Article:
star Iowa Civil War Home



A B C D E F G H I J K L M Mc N O P Q R S T U V W X Y Z


Biographies beginning with Mc

Past and Present in Allamakee County, by Ellery M. Hancock.  2 vols. Chicago:
S. J. Clarke Pub. Co., 1913.

Hugh McCabe

Surnames: McCabe, Gates, Montgomery, Howe, Sullivan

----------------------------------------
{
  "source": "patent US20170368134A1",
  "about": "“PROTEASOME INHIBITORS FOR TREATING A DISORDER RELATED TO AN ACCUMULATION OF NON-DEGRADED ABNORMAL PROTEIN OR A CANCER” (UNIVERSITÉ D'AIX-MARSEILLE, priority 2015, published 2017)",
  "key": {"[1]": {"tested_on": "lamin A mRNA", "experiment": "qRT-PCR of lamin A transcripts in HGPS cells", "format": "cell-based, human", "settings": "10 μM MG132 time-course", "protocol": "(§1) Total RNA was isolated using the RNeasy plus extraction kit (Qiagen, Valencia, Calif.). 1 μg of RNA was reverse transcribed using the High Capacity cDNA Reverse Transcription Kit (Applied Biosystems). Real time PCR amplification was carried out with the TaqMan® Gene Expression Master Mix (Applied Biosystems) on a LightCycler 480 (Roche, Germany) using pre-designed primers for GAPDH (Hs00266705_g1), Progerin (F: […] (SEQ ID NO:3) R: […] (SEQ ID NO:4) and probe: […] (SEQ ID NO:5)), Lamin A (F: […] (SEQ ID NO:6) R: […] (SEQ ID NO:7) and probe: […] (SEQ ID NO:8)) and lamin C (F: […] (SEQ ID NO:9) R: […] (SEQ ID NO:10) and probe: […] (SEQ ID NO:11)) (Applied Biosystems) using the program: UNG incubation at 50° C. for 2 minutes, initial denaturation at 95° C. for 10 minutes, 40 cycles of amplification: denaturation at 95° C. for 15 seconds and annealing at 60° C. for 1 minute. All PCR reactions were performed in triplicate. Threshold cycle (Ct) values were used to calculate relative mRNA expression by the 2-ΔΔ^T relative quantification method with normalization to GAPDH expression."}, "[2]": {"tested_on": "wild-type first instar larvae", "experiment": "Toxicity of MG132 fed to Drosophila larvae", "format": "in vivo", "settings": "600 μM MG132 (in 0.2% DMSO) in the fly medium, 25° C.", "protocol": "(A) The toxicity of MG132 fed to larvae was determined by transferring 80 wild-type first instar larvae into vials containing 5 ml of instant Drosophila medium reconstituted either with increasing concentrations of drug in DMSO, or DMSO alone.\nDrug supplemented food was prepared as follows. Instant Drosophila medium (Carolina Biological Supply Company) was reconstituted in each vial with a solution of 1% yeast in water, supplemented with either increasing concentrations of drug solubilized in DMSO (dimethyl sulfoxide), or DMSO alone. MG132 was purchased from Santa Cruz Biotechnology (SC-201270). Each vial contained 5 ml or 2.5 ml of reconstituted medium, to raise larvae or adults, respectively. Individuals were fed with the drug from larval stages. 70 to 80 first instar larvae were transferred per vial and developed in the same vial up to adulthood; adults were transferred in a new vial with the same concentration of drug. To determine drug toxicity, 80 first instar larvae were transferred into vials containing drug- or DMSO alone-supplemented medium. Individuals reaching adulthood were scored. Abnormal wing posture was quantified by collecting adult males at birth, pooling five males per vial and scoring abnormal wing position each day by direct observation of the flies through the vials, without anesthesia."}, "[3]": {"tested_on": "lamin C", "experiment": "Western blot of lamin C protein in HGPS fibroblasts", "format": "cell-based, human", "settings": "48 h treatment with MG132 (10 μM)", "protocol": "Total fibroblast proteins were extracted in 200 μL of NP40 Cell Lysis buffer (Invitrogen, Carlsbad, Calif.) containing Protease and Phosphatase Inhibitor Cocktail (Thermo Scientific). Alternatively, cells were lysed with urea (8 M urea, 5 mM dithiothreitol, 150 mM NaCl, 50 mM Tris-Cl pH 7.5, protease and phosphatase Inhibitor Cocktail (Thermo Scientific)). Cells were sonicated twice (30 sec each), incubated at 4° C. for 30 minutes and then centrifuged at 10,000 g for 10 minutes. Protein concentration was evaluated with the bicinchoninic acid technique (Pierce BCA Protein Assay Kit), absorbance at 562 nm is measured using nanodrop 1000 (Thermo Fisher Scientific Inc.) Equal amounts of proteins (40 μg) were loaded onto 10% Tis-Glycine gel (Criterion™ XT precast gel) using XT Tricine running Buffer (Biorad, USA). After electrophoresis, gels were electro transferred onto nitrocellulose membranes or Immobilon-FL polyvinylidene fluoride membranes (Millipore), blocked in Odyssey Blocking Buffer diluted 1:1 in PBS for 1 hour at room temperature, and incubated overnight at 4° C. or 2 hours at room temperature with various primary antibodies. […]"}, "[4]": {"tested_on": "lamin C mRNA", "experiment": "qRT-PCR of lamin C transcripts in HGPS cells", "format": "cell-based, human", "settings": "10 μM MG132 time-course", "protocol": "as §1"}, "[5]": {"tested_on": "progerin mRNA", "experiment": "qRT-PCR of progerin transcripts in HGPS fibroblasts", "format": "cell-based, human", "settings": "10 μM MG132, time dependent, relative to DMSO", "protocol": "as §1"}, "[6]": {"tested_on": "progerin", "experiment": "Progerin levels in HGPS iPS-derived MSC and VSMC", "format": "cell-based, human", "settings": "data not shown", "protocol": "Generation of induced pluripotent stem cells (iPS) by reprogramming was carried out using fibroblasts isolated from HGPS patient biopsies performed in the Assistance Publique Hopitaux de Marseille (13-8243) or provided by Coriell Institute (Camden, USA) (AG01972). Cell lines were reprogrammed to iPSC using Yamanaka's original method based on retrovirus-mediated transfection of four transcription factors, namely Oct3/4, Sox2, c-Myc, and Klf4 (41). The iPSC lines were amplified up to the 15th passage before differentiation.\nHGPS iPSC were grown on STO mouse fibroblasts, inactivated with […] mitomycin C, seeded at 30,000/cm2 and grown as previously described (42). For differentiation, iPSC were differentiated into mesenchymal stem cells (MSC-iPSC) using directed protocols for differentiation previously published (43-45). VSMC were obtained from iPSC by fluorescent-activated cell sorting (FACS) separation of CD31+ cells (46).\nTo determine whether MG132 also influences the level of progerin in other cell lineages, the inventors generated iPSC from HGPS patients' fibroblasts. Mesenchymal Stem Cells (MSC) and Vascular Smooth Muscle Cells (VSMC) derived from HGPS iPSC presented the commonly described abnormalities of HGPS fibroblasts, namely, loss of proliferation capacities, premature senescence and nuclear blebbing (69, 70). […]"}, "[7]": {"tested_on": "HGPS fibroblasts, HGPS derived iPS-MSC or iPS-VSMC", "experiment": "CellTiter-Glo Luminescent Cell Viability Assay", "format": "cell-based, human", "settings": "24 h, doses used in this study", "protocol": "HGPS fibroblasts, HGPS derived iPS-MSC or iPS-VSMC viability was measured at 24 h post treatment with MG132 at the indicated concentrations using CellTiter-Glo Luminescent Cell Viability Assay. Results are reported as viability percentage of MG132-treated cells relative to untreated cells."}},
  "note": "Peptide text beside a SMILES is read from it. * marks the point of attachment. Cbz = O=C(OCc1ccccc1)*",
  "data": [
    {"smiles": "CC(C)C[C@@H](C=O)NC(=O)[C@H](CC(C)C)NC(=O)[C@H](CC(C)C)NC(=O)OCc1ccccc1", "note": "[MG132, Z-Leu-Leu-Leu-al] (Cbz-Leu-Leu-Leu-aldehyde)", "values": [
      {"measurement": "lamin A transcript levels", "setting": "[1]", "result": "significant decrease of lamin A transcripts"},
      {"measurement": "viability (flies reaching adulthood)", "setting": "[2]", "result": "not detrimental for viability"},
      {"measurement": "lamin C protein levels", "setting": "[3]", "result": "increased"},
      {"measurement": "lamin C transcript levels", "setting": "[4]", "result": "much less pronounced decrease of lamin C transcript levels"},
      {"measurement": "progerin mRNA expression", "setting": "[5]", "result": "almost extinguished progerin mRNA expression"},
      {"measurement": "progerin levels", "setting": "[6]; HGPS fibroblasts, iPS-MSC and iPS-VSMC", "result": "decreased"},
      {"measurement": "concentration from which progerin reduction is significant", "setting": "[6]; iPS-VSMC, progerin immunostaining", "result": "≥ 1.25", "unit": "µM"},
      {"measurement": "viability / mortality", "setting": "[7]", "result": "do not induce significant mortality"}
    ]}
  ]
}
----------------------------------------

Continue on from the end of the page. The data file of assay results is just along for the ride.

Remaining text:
Hugh McCabe has been a resident of Allamakee county since 1848 and has, therefore, witnessed its entire growth and development, for few settlements had been made within its borders at the time of his arrival and al the evidences of frontier life were to be seen, while the hardships and trials incident to pioneer existence were to be met. Mr. McCabe was at that time only a child, but even then he bore his share in the general burden and through many active, honorable and worthy years since that time has worked his way upward to success. His record may well serve as a source of inspiration and encouragement, showing what may be accomplished by energy and determination, intelligently directed, for it has been by his own efforts that he has gained the prominent position which he now occupies as a substantial agriculturist of this county. Hugh McCabe was born in County Armagh, Ireland, in March, 1839, and when he was still a child crossed the Atlantic with his uncle, who was first mate on the ship Abbie Blanchard, sailing between Liverpool and New York. Mr. McCabe spent a few years in the latter city and then came west to Iowa, settling in Allamakee county in 1848. He remained, however, only a few months, later taking a steamer down the Mississippi to St. Louis, where for three months he worked in the employ of Pat McCann. Returning to Allamakee county, he worked upon a farm for three years, earning one hundred dollars per year. He also drove stage for some time but abandoned both occupations at the outbreak of the Civil war, when he enlisted in the Union army, joining Company B, Twelfth Iowa Volunteer Infantry, under Captain Earle. The regiment was sent to St. Louis, where it drilled for a time, and then was transferred to the seat of war, participating in the battles of Fort Henry, Fort Donelson and Shiloh. In the latter engagement Mr. McCabe was taken prisoner and held for six months and eleven days, first in Macon, Georgia, and afterward in the famous Libby prison, from which he was paroled and sent to Benton Barracks at St. Louis. Having secured a thirty day furlough, he returned to Waukon and spent time recuperating and visiting old friends, later returning to Benton Barracks, where his company was reorganized and sent south to Vicksburg. Mr. McCabe there worked on a canal and with his comrades fought his way to Jackson, Mississippi, where he took part in the battle of that city and also in the engagement at Black River Bridge. Under General Sherman his regiment participated in the Vicksburg campaign and siege and was present at the fall of the city. It was later sent down the river to New Orleans and Mobile and thence to Spanish Fort. In 1864 Mr. McCabe took part in the battle of Tupelo, Mississippi, and was there wounded by a piece of shell but not disabled. He served until the close of the war and was mustered out at Memphis, Tennessee, afterward returning north, where he received his honorable discharge at Davenport, Iowa, in January, 1866. In that year he returned to Waukon and, on April 2, married Miss Lydia Alice Gates, a native of Ohio, born in Butler county, near Cincinnati. She is a daughter of Samuel and Mary Ann (Montgomery) Gates, who moved from Ohio to Indiana, where they resided in St. Joseph county. They afterward moved to South Bend and then to Iowa, driving through with two ox teams and settling in Allamakee county in 1857. Mr. and Mrs. McCabe began their domestic life on a forty acre tract of wild land, which Mr. McCabe proceeded to break, fence and improve. He built upon it a cabin, in which they made their home until he traded the farm for a one hundred and twenty acre tract, slightly improved. He fenced this property, added to it more land and now owns two hundred acres, constituting one of the finest farms in this section of the state. At one time he held title to over three hundred acres. Throughout the years he has steadily carried forward the work of development, building a fine residence, a good barn and substantial outbuildings and installing all the machinery and equipment necessary to the conduct of a model agricultural enterprise. His success is the more creditable to him because it has been attained entirely through his own labors, for he came to America a poor boy, penniless and without friends, and he has made each year of his activity since that time a period in his advancement until today he is one of the most substantial and representative citizens of the county, which he has aided in upbuilding. Mr. and Mrs. McCabe became the parents of six children, four of whom are still living. Mary Ellen grew to maturity and married Ed Howe. She passed away leaving three sons. Lizzie lives at home. Alice, who is deceased, was the wife of Cornelius Sullivan. John Emmett is married and makes his home upon his farm. Katherine lives at home. Thomas Henry also resides upon the home farm. The family are members of the Roman Catholic church. Few men in Allamakee county are more widely known than Mr. McCabe, who is numbered among the original settlers in this section of the state. In his youth he helped to build the first log cabin in Waukon for Scott Shattuck, who gave forty acres for the town site. For sixty-five years he has lived in the county and is one of the few who have so long witnessed its growth and development. Throughout a great portion of this period he has made his home on the farm which is yet his place of residence, but he has not confined his attention and efforts to it alone, although he has made it a valuable property. From time to time he has given hearty cooperation to many movements for the public good and has been one of the great forces which have transformed the county from a wilderness and reclaimed the region for purposes of civilization.